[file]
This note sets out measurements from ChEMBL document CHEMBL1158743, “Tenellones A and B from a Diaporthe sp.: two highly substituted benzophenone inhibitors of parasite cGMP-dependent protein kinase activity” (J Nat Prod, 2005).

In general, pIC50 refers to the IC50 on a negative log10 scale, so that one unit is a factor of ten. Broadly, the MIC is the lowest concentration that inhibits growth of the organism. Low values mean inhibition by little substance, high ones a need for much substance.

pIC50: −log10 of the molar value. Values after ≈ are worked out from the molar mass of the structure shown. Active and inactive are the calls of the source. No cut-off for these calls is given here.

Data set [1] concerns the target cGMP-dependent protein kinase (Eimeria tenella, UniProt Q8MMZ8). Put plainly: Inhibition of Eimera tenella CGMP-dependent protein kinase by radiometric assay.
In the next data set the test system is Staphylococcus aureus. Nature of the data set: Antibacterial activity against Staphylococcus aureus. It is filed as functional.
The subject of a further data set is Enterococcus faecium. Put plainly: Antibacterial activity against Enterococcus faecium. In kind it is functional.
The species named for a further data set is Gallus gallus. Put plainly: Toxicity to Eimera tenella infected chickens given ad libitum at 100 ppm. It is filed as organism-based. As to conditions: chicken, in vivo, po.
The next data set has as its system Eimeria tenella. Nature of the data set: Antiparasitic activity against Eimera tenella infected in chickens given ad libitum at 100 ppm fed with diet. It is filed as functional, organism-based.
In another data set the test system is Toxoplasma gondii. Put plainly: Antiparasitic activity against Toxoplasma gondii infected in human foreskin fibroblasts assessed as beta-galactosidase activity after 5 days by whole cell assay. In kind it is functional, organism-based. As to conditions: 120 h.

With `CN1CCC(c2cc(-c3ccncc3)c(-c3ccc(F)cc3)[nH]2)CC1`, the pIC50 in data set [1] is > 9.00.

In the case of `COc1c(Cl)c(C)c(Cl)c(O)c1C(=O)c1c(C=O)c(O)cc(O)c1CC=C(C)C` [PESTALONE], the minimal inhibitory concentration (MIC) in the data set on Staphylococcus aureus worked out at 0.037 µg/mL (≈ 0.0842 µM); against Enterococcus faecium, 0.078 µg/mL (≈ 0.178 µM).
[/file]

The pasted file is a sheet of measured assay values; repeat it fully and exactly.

This note sets out measurements from ChEMBL document CHEMBL1158743, “Tenellones A and B from a Diaporthe sp.: two highly substituted benzophenone inhibitors of parasite cGMP-dependent protein kinase activity” (J Nat Prod, 2005).

In general, pIC50 refers to the IC50 on a negative log10 scale, so that one unit is a factor of ten. Broadly, the MIC is the lowest concentration that inhibits growth of the organism. Low values mean inhibition by little substance, high ones a need for much substance.

pIC50: −log10 of the molar value. Values after ≈ are worked out from the molar mass of the structure shown. Active and inactive are the calls of the source. No cut-off for these calls is given here.

Data set [1] concerns the target cGMP-dependent protein kinase (Eimeria tenella, UniProt Q8MMZ8). Put plainly: Inhibition of Eimera tenella CGMP-dependent protein kinase by radiometric assay.
In the next data set the test system is Staphylococcus aureus. Nature of the data set: Antibacterial activity against Staphylococcus aureus. It is filed as functional.
The subject of a further data set is Enterococcus faecium. Put plainly: Antibacterial activity against Enterococcus faecium. In kind it is functional.
The species named for a further data set is Gallus gallus. Put plainly: Toxicity to Eimera tenella infected chickens given ad libitum at 100 ppm. It is filed as organism-based. As to conditions: chicken, in vivo, po.
The next data set has as its system Eimeria tenella. Nature of the data set: Antiparasitic activity against Eimera tenella infected in chickens given ad libitum at 100 ppm fed with diet. It is filed as functional, organism-based.
In another data set the test system is Toxoplasma gondii. Put plainly: Antiparasitic activity against Toxoplasma gondii infected in human foreskin fibroblasts assessed as beta-galactosidase activity after 5 days by whole cell assay. In kind it is functional, organism-based. As to conditions: 120 h.

With `CN1CCC(c2cc(-c3ccncc3)c(-c3ccc(F)cc3)[nH]2)CC1`, the pIC50 in data set [1] is > 9.00.

In the case of `COc1c(Cl)c(C)c(Cl)c(O)c1C(=O)c1c(C=O)c(O)cc(O)c1CC=C(C)C` [PESTALONE], the minimal inhibitory concentration (MIC) in the data set on Staphylococcus aureus worked out at 0.037 µg/mL (≈ 0.0842 µM); against Enterococcus faecium, 0.078 µg/mL (≈ 0.178 µM).